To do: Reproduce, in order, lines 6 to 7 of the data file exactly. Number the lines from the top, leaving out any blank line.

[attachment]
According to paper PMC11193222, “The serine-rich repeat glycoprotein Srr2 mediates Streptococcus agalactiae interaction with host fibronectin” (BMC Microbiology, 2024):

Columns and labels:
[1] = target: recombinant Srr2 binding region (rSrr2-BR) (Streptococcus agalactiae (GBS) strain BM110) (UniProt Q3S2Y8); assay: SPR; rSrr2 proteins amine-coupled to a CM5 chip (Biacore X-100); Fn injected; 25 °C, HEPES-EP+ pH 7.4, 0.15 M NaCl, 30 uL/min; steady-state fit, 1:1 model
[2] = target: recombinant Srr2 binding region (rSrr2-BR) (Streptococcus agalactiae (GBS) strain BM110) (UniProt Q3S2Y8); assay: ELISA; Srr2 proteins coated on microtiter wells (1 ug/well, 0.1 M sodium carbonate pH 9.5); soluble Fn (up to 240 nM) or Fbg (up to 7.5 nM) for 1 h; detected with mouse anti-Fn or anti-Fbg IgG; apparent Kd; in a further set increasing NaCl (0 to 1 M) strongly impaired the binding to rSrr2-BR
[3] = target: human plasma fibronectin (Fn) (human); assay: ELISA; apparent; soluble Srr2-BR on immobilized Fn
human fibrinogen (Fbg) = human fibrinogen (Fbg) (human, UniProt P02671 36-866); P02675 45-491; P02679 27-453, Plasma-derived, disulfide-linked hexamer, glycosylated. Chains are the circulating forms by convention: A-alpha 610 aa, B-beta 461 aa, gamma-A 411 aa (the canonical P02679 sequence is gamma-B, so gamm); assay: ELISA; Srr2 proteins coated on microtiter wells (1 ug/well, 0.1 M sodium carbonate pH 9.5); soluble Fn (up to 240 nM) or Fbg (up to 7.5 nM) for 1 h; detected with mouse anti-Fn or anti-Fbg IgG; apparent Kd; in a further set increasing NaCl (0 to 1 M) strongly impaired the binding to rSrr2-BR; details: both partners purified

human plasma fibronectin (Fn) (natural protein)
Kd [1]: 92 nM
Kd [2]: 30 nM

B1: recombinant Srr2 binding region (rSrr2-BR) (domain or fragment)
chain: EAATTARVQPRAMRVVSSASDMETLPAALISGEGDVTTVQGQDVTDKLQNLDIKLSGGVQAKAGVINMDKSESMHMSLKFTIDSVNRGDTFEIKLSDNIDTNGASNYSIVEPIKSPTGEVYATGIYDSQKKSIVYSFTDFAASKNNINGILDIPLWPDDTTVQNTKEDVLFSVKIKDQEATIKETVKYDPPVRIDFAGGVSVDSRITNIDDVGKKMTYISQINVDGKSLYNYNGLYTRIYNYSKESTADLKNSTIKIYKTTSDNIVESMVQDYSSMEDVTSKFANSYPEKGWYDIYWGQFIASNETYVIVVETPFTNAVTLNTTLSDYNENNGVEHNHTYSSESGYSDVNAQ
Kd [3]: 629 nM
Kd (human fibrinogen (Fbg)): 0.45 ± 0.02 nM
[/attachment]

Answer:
human fibrinogen (Fbg) = human fibrinogen (Fbg) (human, UniProt P02671 36-866); P02675 45-491; P02679 27-453, Plasma-derived, disulfide-linked hexamer, glycosylated. Chains are the circulating forms by convention: A-alpha 610 aa, B-beta 461 aa, gamma-A 411 aa (the canonical P02679 sequence is gamma-B, so gamm); assay: ELISA; Srr2 proteins coated on microtiter wells (1 ug/well, 0.1 M sodium carbonate pH 9.5); soluble Fn (up to 240 nM) or Fbg (up to 7.5 nM) for 1 h; detected with mouse anti-Fn or anti-Fbg IgG; apparent Kd; in a further set increasing NaCl (0 to 1 M) strongly impaired the binding to rSrr2-BR; details: both partners purified

human plasma fibronectin (Fn) (natural protein)